This behaviour makes sense to me. In order for a new filesystem to be usable, certain things have to be written so that it can, for example, store the locations of files. This is what gets done during a format.
So why give you a checkbox at all? I'd say that's only really applicable for old, pre-existing filesystems that are already structurally complete. It's a UX bug that you can un-check it the first time.
- If you're asking the installer to repartition, new partitions are going to need to be formatted.
- If you want to preserve data in a partition but also create new partitions alongside it, you'll need to do that manually outside the installer, preferably with something like GParted. You can then either use GParted to create your installation partitions (to which you select in the installer) or leave the space blank and use the installer's partitioner to install into the free space.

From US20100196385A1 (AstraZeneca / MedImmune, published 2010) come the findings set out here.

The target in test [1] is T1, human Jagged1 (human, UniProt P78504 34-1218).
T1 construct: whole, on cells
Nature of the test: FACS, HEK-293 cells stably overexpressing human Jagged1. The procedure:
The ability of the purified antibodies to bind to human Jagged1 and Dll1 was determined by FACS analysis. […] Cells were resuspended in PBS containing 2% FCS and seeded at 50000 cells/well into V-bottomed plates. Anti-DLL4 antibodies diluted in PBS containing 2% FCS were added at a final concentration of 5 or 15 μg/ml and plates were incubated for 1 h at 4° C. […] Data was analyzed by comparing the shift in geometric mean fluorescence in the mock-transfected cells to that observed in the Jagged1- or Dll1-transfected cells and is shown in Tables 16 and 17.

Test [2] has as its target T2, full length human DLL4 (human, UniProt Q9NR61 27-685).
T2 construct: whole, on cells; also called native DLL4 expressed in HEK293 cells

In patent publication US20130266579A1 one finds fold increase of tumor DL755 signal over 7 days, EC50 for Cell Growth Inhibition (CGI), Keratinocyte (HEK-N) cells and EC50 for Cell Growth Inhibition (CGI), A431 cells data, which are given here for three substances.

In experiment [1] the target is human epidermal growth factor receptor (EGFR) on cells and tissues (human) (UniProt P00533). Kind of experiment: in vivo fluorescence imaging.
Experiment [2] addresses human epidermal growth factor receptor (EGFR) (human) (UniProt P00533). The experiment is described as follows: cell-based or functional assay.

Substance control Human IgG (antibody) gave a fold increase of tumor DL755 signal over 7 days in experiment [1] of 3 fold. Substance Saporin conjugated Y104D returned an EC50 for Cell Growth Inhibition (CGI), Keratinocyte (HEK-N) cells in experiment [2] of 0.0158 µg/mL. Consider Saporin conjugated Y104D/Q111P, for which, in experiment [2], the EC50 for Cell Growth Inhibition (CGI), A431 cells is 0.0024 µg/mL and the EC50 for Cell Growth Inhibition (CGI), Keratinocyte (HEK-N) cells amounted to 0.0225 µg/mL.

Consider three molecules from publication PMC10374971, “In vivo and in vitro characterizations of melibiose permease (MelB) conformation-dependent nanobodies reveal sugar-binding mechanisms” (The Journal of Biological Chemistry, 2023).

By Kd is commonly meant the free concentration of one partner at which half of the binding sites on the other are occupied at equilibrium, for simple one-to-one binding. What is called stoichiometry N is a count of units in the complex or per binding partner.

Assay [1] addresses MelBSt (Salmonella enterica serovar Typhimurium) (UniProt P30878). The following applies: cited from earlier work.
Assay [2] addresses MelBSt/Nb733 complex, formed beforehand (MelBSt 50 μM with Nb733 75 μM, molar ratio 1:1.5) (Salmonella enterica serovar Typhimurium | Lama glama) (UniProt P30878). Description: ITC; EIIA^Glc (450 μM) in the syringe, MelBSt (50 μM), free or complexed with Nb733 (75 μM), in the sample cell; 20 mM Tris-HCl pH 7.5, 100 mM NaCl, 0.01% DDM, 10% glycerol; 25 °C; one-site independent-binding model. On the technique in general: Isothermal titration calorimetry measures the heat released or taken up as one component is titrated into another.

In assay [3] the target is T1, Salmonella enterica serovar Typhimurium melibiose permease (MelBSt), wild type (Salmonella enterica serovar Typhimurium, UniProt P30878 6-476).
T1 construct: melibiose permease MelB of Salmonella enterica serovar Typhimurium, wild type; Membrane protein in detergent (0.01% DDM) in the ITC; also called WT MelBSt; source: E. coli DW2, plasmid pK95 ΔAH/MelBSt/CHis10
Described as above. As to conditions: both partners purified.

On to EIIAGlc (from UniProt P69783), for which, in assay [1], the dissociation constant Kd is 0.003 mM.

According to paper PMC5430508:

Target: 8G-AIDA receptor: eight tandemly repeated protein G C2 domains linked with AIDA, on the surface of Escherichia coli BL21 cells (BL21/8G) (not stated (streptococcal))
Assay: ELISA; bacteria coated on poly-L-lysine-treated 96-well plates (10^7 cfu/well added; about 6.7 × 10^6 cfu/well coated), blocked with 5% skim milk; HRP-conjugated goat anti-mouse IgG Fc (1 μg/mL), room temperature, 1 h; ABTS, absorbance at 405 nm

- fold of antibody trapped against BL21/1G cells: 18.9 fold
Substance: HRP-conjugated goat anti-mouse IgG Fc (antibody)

- If you're in any doubt, take a backup before doing anything else.
That this is a SSD doesn't really matter:
- SSDs die slowly, sector-by-sector. All but the first and worst SSDs have wear-levelling handled in their firmware at hardware level. This shunts data to a new sector if another dies.
- All but the first and worst can handle tens of thousands of writes per sector. I'm talking about filling and refilling the entire disk over and over and over and...
- A format isn't writing to every sector. It's only writing to create the file tables. It isn't zeroing out all the data.
People who are churning terrabytes of data on a daily basis might need to care more about their SSD health but a format is just creating an inode table. You've probably written more data to your SSD just posting the question than a format would be.
I think part of the confusion comes from the word "format". The old Windows installers' "format" option was a full, "low-level" format that zeroed out all the data on the disk before creating a filesystem. Ubuntu's is the equivalent of a "Quick Format".